Awakening the Indigenous Values for Advancement
As Ghana’s indigenous values try to harmonize with the ruling neo-liberal values for sustainable progress, there have been wave of talks of incorporating Ghanaian indigenous values and traditions with the Western neo-liberal values currently running Ghana. The idea is not that in doing this some of the inhibitions in the culture will be refined for progress, but the need for the mixture is informed by the fact that the lack of mixing Ghanaian values and the ruling neo-liberal values have stifled Ghana’s rich indigenous values for greater progress. This lack thereof is partly responsible for the long-running distortions and inadequate sustainable development of Ghana.
Bernard Guri, executive director of Ghana’s Centre for Indigenous Knowledge and Organizational Development, is quoted by the Ghana News Agency (May 4, 2007) as saying that “research had shown that over 75 per cent of Ghanaians were still dependent on their traditional authorities for governance and social organization.” Guri has opened the logic of illogicality in Ghana’s development process. If 75 per cent of Ghanaians use traditional political institutions for their governance and social organization, then it is logical that these traditional institutions should first inform their democratic governance. Despite this reality, the Ghana nation-state, as a development project, is not governed in this sense. Guri is saying that the logical way to develop Ghana is simple: Ghanaian/African indigenous norms, values and traditions mixed in proportion with the dominant neo-liberal values are equal to the mechanisms for the progress of Ghana.
Ghanaian political elites continued totally with ex-colonial British governance values without making attempts to mix that with Ghanaian/African values in Ghana’s progress. It is for this reason that Guri is saying that "ignoring our indigenous resource base means ignoring the largest part of the potential for the development of the people." Still, what Guri is saying is that this is partly responsible for most of Ghana’s developmental troubles. And Guri doesn’t blame the ex-colonialists too much but pretty much the post-independent Ghanaian elites, who appear not to have thought seriously about the Ghana nation-state before venturing to take over from the British. Kwame Nkrumah, Ghana’s first President, is on record as having spent good ten years in attempting to 'crush' indigenous Ghanaian chieftaincy system in the larger scheme of Ghana’s progress. By this token, Nkrumah immensely undermined Ghana’s long-term progress by attempting to destroy its frontline indigenous institutions, and this made most of the great things Nkrumah did weakened in the long term. Incumbent President John Kufour appears to be correcting this enormous developmental mistake, in the words of Guri, by “supporting traditional authority by establishing the Ministry of Chieftaincy and Cultural Affaires” and collaborating with external institutions such as the World Bank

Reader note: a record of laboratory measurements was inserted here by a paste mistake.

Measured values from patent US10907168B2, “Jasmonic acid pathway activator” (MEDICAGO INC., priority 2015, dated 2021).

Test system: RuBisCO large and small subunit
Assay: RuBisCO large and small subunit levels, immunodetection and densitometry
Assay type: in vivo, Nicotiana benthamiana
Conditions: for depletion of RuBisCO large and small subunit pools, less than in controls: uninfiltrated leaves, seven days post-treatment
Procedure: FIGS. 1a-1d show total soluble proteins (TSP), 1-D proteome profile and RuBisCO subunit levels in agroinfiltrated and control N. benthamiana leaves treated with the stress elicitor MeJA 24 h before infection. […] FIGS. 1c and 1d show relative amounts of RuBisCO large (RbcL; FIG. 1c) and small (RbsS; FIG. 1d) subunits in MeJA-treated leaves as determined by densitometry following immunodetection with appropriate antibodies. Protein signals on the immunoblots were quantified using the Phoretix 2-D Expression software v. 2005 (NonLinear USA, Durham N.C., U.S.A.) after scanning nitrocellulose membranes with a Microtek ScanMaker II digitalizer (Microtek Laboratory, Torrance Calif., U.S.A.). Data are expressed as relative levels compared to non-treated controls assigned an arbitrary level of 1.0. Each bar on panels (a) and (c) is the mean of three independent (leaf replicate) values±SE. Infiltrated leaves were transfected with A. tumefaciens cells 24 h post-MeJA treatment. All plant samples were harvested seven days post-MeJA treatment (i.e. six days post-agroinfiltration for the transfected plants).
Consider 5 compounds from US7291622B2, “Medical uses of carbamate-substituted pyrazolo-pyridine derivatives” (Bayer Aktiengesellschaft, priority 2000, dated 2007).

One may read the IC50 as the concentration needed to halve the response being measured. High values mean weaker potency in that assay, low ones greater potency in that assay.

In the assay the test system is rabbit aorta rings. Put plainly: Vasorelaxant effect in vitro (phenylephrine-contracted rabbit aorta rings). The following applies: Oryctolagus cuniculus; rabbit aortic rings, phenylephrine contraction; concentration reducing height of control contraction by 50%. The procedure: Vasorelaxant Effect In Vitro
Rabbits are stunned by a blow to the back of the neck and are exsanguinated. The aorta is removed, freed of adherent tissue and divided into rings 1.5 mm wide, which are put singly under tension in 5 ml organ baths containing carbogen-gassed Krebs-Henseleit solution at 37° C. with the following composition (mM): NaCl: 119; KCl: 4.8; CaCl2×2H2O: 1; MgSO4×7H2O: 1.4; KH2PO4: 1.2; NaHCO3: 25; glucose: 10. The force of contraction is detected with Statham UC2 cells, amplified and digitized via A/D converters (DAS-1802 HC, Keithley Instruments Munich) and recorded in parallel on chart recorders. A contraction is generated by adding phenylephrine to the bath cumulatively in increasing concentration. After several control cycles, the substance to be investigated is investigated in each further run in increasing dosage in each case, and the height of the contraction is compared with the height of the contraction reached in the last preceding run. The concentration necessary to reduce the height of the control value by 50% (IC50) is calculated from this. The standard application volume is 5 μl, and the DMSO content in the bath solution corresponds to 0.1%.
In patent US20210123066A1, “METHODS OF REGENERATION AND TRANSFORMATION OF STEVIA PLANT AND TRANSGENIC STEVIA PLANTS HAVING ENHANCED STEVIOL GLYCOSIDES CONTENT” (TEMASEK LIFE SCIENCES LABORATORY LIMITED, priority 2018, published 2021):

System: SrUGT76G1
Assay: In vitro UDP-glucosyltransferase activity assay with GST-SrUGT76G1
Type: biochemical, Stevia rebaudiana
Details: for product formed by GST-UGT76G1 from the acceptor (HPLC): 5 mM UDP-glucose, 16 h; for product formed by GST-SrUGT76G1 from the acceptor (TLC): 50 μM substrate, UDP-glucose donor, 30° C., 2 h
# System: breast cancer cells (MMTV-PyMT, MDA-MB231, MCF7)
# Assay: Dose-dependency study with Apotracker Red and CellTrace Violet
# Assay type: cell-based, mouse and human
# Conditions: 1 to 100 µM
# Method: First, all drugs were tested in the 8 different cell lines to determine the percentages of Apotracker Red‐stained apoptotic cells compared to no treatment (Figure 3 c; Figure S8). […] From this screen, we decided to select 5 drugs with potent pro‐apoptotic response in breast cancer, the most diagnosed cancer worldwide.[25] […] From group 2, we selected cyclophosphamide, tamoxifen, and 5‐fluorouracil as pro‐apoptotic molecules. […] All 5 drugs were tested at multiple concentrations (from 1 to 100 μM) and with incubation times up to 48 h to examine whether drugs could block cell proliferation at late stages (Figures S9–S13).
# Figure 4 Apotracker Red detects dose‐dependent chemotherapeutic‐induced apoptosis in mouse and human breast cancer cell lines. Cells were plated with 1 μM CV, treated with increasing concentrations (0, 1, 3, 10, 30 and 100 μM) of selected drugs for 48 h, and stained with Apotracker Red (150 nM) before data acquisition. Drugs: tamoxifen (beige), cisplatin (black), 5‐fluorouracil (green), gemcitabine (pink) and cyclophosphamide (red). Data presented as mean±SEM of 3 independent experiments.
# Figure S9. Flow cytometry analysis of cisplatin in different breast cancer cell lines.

In the 1980s and good part of the 1990s as the African nation-states face severe crises and it appear to be crumbling because of the schism between ex-colonial legacies and African indigenous values, the London, UK-based “African Confidential” (January 6, 1995) proclaimed the “Unmaking and remaking the state” and asked rhetorically “If it is clear that the present state system is in serious disarray, it is equally clear that there is no obvious replacement.” The newsletter explained that “There are signs everywhere that the era of the nation-state is fading and nowhere is this clearer than in Africa, where its roots are shallowest. The awkward marriage of the ‘nation’ in the sense of an ethnic coalition and the ‘state’ as the principal source of political authority is coming under pressure from above and below.” The fact is the roots of African nation-states are not shallow, for it stands firmly in African values. What is shallowest is the “state,” as ex-colonial creation, not skillfully and properly rooted in the “nation” as a development project.
While such defects in the construction of the African nation-state may be true, the facts on the ground, as Guri partially indicates, is that Africa’s political elites have not worked “to strengthen the capacities of traditional authorities by making resources available to them as a foundation for sustainable development.” Developmentally, to re-engineer the nation-state, African nation-states should go the Southeast Asian way by mixing its ex-colonial legacies with its indigenous values in the greater development process of Africa. It is no wonder that because shaky start of the Ghana “state,” as a development project, the Ghanaian elites and international “development agents,” largely a carry-over of ex-colonial legacies, “did not sufficiently consider” Ghanaian/African traditional “institutions in their planning,” observed Guri.
As international development opens itself up and attempts to correct many an error of yesteryears visited on ex-colonies such as Ghana, many of them are helping to bring the long-suppressed traditional institutions openly and strategically into Africa’s development process. The World Bank, one of the key faces of Western development paradigms that have for long not factored in African indigenous values in its policy-making, is currently correcting this historical mistake by appropriating Ghanaian/African traditional institutions in its programs.